I think all the solutions can be improved and make the method more general if you use some conventions and reflection. Let's say you name your columns in the datatable the same name as the properties in your object, then you could write something that look at all your properties of your object and then look up that column in the datatable to map the value.
I did the opposite, that is... from IList to datatable, and the code I wrote can be seen at: http://blog.tomasjansson.com/convert-datatable-to-generic-list-extension/
It shouldn't be that hard to go the other way, and it should be that hard to overload the functions so you can provide information of which properties you want to include or exclude.
So the code to make it work is:
public static class DataTableExtensions
private static Dictionary<Type,IList<PropertyInfo>> typeDictionary = new Dictionary<Type, IList<PropertyInfo>>();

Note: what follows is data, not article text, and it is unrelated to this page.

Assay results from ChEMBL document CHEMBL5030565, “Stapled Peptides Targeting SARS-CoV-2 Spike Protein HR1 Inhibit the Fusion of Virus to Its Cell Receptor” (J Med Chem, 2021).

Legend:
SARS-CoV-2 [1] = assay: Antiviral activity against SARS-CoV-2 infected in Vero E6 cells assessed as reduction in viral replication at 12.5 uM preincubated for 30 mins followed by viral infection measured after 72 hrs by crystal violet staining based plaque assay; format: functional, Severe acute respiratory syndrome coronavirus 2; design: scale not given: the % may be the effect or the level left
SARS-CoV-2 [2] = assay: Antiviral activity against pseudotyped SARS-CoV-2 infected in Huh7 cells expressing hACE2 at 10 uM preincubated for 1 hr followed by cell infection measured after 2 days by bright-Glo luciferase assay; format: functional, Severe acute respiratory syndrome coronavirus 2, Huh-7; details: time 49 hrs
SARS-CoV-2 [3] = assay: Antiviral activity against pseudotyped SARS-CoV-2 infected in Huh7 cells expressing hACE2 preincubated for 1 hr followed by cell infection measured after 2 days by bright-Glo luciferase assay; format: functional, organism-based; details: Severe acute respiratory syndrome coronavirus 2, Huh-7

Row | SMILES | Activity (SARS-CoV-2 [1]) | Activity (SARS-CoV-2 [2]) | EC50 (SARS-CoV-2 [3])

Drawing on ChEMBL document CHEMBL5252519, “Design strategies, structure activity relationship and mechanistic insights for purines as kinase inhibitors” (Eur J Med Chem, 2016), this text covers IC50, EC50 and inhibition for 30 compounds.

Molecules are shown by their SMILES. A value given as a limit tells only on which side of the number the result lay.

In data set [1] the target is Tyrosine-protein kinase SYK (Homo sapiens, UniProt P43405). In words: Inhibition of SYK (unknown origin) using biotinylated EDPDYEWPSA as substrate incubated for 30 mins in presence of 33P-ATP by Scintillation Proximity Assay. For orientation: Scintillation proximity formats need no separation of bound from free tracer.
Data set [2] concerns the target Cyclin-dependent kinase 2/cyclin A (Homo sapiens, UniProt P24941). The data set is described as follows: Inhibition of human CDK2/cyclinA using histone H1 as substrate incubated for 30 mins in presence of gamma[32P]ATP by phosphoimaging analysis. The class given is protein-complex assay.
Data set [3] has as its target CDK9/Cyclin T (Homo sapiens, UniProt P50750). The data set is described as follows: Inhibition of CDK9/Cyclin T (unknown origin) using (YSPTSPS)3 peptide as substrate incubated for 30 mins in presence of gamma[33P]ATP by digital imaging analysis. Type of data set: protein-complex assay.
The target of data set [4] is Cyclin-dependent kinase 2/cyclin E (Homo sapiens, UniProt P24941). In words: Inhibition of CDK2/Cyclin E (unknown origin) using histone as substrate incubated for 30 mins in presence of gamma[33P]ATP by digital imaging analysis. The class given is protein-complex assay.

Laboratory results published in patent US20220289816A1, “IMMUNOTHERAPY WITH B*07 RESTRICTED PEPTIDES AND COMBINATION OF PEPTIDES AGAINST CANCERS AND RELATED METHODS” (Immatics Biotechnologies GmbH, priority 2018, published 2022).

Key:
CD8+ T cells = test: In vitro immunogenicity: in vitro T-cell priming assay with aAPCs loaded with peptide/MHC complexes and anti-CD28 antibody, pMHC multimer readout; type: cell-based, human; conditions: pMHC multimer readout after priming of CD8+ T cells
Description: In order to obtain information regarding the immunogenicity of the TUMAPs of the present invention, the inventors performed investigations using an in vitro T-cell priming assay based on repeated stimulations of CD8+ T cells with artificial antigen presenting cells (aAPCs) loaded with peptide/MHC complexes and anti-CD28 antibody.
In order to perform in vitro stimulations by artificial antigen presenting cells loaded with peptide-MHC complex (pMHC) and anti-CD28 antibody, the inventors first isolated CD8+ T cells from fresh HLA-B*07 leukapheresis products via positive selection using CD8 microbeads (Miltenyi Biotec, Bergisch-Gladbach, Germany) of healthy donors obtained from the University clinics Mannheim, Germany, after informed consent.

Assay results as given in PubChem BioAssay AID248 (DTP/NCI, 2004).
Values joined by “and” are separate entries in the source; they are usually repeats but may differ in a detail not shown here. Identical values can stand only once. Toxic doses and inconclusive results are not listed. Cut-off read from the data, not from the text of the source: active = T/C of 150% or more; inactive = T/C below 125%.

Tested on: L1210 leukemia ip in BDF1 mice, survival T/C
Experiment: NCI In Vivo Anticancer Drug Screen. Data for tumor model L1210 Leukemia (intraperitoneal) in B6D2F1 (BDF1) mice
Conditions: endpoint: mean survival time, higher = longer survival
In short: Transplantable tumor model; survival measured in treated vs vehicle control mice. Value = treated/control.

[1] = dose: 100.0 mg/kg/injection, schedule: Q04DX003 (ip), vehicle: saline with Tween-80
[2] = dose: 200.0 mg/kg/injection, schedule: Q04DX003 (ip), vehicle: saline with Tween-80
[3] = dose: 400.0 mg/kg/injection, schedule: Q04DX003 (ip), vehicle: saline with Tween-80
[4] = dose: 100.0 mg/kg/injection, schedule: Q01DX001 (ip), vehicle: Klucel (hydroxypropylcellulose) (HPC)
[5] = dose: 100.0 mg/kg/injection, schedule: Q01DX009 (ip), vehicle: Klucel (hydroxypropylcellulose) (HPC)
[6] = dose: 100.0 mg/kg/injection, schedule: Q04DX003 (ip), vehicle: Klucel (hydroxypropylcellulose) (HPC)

public static IList<PropertyInfo> GetPropertiesForType<T>()
var type = typeof(T);
public static IList<T> ToList<T>(this DataTable table) where T : new()
IList<PropertyInfo> properties = GetPropertiesForType<T>();
IList<T> result = new List<T>();
foreach (var row in table.Rows)
var item = CreateItemFromRow<T>((DataRow)row, properties);
private static T CreateItemFromRow<T>(DataRow row, IList<PropertyInfo> properties) where T : new()
T item = new T();
foreach (var property in properties)
property.SetValue(item, row[property.Name], null);
If you have a DataTable you can just write
yourTable.ToList<YourType>() and it will create the list for you. If you have more complex type with nested objects you need to update the code. One suggestion is to just overload the
ToList method to accept an
params string excludeProperties which contains all your properties that shouldn't be mapped. Of course you can add some null checking in the
foreach loop of the
UPDATE: Added static dictionary to store the result from the reflection operation to make it a little bit faster. I haven't compiled the code, but it should work :).